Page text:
'Well!' cried Mrs. Upround, with both hands lifted, and a high colour flowing into her unwrinkled cheeks; from this day forth I shall never have any confidence in you again. How long-if I may dare to put any sort of question, have you been getting into all this very secret knowledge? And why have I never heard a word of it till now? And not even now, I do believe, through any proper urgency of conscience on your part, but only because I insisted upon knowing. Oh, Dr. Upround, for shame! for shame!'

'My dear, you have no one but yourself to blame,' her husband replied, with a sweet and placid smile. Three times I have told you things that were to go no further, and all three of them went twenty miles within three days. I do not complain of it; far less of you. You may have felt it quite as much your duty to spread knowledge, as I felt it mine to restrict it. And I never should have let you get all this out of me now, if it had been at all incumbent upon me to keep it quiet.'

'That means that I have never got it out of you at all. I have taken all this trouble for nothing.'

'No, my dear, not at all. You have worked well, and have promised not to say a word about it. You might not have known it for a week, at least, except for my confidence in you.'

'Much of it I thank you for. But don't be cross, my dear, because you have behaved so atrociously. You have not answered half of

my questions yet."

6

Well, there were so many that I scarcely can remember them. Let me see; I have told you who the great man is, and the reason that brought him to Flamborough. Then about the dangerous chill he has taken; it came through a bitter ride from Scarborough; and if Dr. Stirbacks came, he would probably make it still more dangerous—at least, so Mordacks says; and the patient is in his hands, and out of mine; so that Stirbacks cannot be aggrieved with us. On the other hand, as to the milkman from Sewerby, I really do not know why he shook his head. Perhaps he found the big pump frozen. He is not of my parish; and may shake his head without asking my permission. Now I think that I have answered nearly all your questions.'

'Not at all; I have not had time to ask them yet, because I feel so much above them. But if the milkman meant nothing, because of his not belonging to our parish, the butcher does, and he can have no excuse. He says that Mr. Mordacks takes all the best meanings of a mutton-sheep, every other day, to Burlington.'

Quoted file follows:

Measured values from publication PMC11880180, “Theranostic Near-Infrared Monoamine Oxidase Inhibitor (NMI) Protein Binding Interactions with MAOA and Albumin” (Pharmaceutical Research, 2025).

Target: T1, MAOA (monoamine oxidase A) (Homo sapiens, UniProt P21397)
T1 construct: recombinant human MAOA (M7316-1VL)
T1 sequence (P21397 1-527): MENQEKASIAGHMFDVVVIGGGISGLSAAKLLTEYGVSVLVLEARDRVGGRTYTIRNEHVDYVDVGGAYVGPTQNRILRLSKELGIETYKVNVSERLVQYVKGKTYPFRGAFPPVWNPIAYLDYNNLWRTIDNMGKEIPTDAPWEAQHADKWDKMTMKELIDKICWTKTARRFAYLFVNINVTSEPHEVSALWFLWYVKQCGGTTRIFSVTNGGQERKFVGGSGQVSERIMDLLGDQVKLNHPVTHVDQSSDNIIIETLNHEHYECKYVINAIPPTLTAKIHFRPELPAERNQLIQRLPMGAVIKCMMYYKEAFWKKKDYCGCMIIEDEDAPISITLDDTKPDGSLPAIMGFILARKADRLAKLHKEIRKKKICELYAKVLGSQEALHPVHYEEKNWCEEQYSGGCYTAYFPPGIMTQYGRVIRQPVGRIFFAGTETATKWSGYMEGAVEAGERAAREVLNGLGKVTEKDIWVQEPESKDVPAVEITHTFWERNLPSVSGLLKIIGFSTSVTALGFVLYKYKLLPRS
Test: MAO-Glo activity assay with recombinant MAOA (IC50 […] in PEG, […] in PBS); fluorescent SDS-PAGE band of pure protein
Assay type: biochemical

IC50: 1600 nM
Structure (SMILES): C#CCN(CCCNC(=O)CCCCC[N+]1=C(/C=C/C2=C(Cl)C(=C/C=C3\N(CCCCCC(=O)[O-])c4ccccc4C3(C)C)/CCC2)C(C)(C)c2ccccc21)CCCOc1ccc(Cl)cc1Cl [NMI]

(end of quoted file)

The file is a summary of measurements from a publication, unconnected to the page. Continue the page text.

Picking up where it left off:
"I know he does. And it ought to put us to the blush, that a stranger should have to do so. Mordacks is finding clothes, food, and firing for all the little creatures poor Carroway left, and even for his widow, who has got a wandering mind. Without him, there would not have been one left. The poor mother locked in all her little ones, and starved them, to save them from some quite imaginary foe. The neighbours began to think of interfering; and might have begun to do it, when it was all over. Happily Mordacks arrived just in time. His promptitude, skill, and generosity saved them. Never say a word against that man again.'

'My dear, I will not,' Mrs. Upround answered, with tears coming into her kindly eyes. 'I never heard of anything more pitiful. I had no idea Mr. Mordacks was so good. He looks more like an evil spirit. I always regarded him as an evil spirit; and his name sounds like it, and he jumps about so! But he ought to have gone to the rector of the parish.'

'It is a happy thing that he can jump about. The rector of the parish cannot do so, as you know; and he lives two miles away from them, and had never even heard of it. People always talk about the rector of a parish, as if he could be everywhere, and see to everything. And few of them come near him in their prosperous times. Have you any other questions to put to me, my dear?'